Tucker Carlson’s Lesson in the Perils of Giving Airtime to an Autocrat

Tucker Carlson left Moscow more than a week ago, riding high from an interview with President Vladimir V. Putin of Russia that returned him to the spotlight after his abrupt cancellation by Fox News last spring.

But the interview with the wartime autocrat, mocked in various corners of the political-media world for its soft touch, continues to have a long and tortured afterlife — becoming a trending topic all over again on Friday after Mr. Putin’s most vocal domestic opponent, Aleksei A. Navalny, turned up dead in a Russian prison.

“This is what Putin’s Russia is, @TuckerCarlson,’’ Liz Cheney, the former Republican congresswoman from Wyoming, wrote on X after the news of Mr. Navalny’s death broke on Friday. “And you are Putin’s useful idiot.”

Naomi Biden, President Biden’s granddaughter, also weighed in, pointing to a video that Mr. Carlson had recently posted in which he contrasted the supposed splendors of Russia under Mr. Putin’s leadership with the “filth and crime” of the United States. “Has anything aged so poorly, so quickly before?” Ms. Biden wrote on X.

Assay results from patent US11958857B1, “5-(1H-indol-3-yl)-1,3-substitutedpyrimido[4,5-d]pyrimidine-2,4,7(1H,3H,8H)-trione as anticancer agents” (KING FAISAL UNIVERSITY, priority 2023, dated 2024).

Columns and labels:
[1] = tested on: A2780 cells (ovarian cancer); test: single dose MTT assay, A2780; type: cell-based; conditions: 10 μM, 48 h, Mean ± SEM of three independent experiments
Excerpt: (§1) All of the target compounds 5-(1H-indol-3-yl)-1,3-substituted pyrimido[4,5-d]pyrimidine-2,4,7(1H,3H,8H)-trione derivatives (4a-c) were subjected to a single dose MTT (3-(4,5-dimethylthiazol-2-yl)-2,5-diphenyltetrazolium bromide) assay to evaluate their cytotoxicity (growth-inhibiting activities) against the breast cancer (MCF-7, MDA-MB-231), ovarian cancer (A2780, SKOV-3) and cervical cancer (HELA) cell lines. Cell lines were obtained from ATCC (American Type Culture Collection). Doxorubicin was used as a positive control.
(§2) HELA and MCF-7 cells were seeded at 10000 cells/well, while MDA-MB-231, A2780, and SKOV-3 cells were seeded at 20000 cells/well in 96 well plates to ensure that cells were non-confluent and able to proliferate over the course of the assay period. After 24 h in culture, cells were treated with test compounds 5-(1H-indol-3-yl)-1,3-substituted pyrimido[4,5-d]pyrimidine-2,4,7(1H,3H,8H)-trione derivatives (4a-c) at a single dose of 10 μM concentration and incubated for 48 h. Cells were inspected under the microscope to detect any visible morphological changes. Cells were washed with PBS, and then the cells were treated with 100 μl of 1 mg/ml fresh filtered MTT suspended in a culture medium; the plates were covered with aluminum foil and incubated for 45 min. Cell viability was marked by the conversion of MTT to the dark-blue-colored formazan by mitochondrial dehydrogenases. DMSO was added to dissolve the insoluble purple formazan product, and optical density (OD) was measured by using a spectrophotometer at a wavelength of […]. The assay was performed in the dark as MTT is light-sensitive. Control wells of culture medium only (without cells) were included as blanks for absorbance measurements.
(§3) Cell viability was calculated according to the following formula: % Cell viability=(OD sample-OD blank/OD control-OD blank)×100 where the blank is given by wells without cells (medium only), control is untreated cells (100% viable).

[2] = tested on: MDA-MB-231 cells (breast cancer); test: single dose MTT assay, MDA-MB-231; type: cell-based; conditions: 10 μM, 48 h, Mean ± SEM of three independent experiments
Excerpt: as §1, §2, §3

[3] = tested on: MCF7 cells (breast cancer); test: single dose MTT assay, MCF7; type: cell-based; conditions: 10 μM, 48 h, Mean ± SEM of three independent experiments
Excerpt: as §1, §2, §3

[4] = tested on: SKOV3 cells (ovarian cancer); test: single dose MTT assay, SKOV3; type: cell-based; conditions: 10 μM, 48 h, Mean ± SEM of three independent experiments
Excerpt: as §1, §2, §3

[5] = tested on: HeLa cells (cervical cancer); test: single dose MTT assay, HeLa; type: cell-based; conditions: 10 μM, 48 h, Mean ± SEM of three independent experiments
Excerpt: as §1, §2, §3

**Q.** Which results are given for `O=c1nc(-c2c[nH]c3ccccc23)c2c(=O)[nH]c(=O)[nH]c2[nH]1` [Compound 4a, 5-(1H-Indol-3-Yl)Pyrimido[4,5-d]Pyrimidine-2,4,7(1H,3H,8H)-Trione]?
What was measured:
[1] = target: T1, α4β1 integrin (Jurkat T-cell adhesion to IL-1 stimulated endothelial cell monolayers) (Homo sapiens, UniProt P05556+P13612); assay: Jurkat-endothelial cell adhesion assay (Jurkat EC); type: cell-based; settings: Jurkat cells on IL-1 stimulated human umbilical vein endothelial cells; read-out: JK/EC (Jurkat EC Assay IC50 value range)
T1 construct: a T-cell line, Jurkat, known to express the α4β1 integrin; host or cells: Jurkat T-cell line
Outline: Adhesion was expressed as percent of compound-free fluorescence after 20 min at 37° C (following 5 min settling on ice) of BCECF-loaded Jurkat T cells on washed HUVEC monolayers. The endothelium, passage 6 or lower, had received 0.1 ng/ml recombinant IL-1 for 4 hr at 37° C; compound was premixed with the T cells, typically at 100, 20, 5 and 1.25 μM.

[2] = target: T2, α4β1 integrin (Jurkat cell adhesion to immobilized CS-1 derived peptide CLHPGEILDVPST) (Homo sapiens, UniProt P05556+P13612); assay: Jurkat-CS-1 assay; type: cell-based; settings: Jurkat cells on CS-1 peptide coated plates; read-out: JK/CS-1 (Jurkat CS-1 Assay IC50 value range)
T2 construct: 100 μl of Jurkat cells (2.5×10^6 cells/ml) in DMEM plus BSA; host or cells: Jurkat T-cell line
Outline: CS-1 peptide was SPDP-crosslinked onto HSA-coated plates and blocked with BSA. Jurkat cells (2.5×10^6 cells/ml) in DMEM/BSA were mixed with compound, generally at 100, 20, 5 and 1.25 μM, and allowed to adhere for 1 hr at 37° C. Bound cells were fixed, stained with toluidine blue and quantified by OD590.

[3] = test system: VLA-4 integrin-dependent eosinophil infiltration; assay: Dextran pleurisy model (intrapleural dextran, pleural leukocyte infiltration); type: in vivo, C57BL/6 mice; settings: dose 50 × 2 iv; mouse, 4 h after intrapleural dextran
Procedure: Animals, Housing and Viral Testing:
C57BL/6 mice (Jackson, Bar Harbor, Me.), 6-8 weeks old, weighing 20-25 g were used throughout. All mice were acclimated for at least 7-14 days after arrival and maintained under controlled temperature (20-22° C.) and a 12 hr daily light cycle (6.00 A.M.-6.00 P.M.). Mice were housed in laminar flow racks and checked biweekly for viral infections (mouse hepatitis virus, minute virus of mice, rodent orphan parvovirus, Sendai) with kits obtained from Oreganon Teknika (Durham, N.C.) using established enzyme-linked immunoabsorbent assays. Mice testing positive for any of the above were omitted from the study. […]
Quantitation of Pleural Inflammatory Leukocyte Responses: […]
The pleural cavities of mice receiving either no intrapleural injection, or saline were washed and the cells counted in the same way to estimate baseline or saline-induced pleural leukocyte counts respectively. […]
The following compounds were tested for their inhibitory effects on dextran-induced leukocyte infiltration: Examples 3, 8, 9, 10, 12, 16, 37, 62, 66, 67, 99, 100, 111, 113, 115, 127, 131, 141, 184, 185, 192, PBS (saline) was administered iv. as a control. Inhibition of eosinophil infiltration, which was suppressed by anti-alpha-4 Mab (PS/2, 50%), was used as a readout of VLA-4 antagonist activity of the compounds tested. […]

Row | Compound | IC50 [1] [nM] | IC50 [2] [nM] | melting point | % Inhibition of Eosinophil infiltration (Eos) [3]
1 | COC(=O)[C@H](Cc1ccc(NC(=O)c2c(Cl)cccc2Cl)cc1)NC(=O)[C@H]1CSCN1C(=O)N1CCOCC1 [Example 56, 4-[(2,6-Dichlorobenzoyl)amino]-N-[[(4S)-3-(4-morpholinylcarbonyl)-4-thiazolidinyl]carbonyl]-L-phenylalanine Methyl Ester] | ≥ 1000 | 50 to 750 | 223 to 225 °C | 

In a statement to The New York Times on Friday, Mr. Carlson said: “It’s horrifying what happened to Navalny. The whole thing is barbaric and awful. No decent person would defend it.”

The comment represented a notable change in tone from earlier this week, when he appeared to offer a blasé opinion regarding Russia’s treatment of Mr. Navalny, who was first imprisoned three years ago on charges of corruption and “extremism” that the United States called baseless.

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